The service cocts Eur 7,00 for a amaximum of 48 hours usage for small lockers and for bigger lockers, I don't remeber good whether it's Eur 9 something or Eur 11 for a 48 hours usage. We used the small locker for our stuff good for 5 days for 2 persons.

1. Be ready with cash because the machine does not return the change.
2. Remove all metallic items from your body before entering to avoid detectors (we were not admitted in until we were cleared)
3. We had to look for a place to change the money as we did not have cash, no possibility of changing cash inside, at least during the time we were there.
4. Lockers with "HORS SERVICE" indications are out of service, don't use it.

If you are interested to have a detailed view of the Gare du Nord Paris station, see this very helpful forum page on Gare du Nord from "Any Port in a Storm": CLICK HERE to see "Any Port in a Storm" discussion on Gare du Nord.

Below are somephoto aids in the locker area itself:

Tuesday, April 19, 2011

Paris Visit Pass, the Most Dynamic Means Around Paris for (Especially for) Tourists

How many days are you staying in Paris? One convenient way to move around Paris is with the use of the Paris Visite Pass. Paris Visite is a travel card pass enabling users to access andmake use of all the public transport services. Personally, I find Paris Visite Pass one of the best ways to get around Paris and its region! It depends however on each one's inclination and plan. A ticket's single use cost around Eur 1,70, while a "carnet" of ten tickets is around Eur 12, so if you have to only go back and forth, Paris Visite Pass is not a smart choice. However, if you would like to move anywhere in the area freely, this pass is really good. The Paris Visite pass consists of a travelcard and its ticket. It provides unlimited rides (naturally within its validity period) on the transport system of the Île-de-France region: Metro, RER (express regional trains), bus, tramway, suburban Transilien SNCF trains, funiculaire de Montmartre, Montmartrobus, Noctambus, Optile bus system,within a given fare zone (from 1-3, 1-6). It is good from the first day of use (not from the date of purchase) until the last consecutive day. You may purchase the Paris Visite Pass in advance and save time avoiding last minute lines and this can be bought in Metro stations (ours we had it from the service booth) but I assume the ticket vending machines have this too.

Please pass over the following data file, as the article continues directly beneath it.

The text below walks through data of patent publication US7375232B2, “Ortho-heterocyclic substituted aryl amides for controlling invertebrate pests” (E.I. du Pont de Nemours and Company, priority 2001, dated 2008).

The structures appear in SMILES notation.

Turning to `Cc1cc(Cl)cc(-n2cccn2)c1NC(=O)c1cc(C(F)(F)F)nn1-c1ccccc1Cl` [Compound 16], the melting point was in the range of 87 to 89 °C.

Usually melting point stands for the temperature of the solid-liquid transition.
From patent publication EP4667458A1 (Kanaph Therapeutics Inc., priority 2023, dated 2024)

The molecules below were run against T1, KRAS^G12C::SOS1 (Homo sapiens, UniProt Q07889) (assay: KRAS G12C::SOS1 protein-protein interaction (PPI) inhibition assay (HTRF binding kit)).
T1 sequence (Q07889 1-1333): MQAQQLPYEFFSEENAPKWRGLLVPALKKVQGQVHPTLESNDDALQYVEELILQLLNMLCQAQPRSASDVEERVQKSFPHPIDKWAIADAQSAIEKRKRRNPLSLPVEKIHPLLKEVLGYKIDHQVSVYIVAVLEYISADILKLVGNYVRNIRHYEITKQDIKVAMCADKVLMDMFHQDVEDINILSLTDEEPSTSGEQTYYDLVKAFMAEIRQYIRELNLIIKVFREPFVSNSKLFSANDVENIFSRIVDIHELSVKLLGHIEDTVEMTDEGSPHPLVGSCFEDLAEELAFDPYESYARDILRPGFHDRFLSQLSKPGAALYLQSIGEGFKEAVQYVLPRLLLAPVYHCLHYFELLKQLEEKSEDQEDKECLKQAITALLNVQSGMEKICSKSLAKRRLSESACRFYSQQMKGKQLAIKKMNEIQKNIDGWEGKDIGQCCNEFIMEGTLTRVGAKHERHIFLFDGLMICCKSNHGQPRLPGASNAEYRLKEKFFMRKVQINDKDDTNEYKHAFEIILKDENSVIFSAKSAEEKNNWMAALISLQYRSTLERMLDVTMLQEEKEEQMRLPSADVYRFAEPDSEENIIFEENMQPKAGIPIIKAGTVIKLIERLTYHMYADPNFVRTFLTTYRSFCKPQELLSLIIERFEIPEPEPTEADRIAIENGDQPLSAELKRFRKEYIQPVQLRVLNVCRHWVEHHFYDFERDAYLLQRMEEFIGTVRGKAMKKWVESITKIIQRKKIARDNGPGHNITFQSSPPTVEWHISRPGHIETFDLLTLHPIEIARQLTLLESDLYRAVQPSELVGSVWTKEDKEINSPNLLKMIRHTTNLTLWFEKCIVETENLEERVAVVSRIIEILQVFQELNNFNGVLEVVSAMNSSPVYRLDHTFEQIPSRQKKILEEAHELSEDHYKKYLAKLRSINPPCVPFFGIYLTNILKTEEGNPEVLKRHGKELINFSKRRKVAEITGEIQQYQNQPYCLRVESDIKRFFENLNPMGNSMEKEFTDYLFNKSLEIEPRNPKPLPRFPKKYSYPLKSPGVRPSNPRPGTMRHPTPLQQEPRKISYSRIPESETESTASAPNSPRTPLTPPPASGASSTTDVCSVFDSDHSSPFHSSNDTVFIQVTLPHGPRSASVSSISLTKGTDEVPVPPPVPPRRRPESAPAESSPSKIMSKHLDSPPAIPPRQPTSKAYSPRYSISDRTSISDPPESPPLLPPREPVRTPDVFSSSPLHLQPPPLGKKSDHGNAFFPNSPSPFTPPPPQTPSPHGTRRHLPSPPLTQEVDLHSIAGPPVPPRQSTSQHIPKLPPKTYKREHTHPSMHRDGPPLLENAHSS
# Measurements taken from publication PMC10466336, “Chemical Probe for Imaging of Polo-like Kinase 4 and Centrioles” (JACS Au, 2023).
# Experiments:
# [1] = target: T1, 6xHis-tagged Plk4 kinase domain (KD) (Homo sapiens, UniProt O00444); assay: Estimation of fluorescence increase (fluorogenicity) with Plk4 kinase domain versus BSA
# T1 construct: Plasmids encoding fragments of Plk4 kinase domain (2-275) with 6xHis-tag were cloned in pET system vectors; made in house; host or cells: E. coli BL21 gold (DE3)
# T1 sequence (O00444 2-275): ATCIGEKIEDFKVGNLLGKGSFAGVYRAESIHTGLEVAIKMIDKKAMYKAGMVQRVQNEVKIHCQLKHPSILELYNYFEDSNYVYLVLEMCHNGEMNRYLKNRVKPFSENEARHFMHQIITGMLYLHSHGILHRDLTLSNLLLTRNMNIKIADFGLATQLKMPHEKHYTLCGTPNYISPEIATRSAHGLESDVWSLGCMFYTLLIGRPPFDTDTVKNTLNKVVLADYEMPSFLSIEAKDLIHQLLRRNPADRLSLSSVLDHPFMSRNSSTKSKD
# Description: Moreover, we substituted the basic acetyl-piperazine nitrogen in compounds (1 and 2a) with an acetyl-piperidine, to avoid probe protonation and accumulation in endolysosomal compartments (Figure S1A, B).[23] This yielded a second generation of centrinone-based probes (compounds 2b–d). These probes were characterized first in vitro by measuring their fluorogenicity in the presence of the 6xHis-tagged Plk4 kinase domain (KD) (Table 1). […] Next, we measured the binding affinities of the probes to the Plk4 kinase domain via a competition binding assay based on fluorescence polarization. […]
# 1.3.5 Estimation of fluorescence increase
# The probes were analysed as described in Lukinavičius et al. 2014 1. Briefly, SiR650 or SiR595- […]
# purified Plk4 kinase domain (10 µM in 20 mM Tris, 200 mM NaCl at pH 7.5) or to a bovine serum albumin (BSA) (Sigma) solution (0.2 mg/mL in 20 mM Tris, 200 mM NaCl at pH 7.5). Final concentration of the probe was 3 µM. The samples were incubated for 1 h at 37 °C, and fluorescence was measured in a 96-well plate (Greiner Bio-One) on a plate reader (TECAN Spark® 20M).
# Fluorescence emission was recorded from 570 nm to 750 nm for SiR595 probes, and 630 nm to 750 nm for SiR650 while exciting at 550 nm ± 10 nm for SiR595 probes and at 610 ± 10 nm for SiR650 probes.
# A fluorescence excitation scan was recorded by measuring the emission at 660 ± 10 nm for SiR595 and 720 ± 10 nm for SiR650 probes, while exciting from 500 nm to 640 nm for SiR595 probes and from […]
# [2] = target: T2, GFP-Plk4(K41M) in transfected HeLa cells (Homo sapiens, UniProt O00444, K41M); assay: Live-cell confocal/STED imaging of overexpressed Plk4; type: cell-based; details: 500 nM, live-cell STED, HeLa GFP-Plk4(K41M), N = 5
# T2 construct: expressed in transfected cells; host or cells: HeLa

Paris Visite Pass can be purchased in all Paris Metro, RER, Transilien SNCF stations, bus terminal ticket counters, RATP Boutiques, RATP sales desks at Orly and CDG airports and Paris tourist offices. One can also buy the pass in certain travel agencies and tour operators abroad.
Rates in euros for the Paris Visite Pass

1. Convenient for travelers
2. Prices are in package, the more days, the cheaper per day
3. Dynamic, can be used in many ways, trams, metro, RER, etc.
4. Practical and saves time: no need to buy individual ticket everytime

1. If the user plans to travel once or twice in one of the days, it's a lost day (you spent more than necessary)
2. In case of loss, you lost the entire amount you spent!
3. It counts the day, not the number of hours (1 day is 24 hours)
4. Mine expires at 10PM (not midnight) and I was blocked in the Metro for this!  Of course you can always complain to the service desk if they are still open.

Below is the specimen of my Paris Visite Pass from Paris
Basically, the card contains the necessary information about the Paris Visite Pass and its usage in five (5) different languages: English, French, Italian, Spanish and German. Isn't it very smart idea to have all these langauges? In fact, you can also write your name in one of the folds of the card of Paris Visite Pass. One part of the fold contains a mini-pocket where the more valuable part of the Paris Visite Pass can be inserted: the magnetic tape pass itself.
Below is the mini pocket-like fold of the Paris Visite Pass where the user of the PVP can insert the magnetic tape pass. I found it very useful because the card is thicker, bigger (easier to find inside one's purse or bag) and it also contains the information that's useful in case I forget in five different languages. It is very good for safe-keeping purposes also. The place holds the pass securely. 
The reverse side of the pass with the magnetic tape.This is what users use to enable the station doors to open.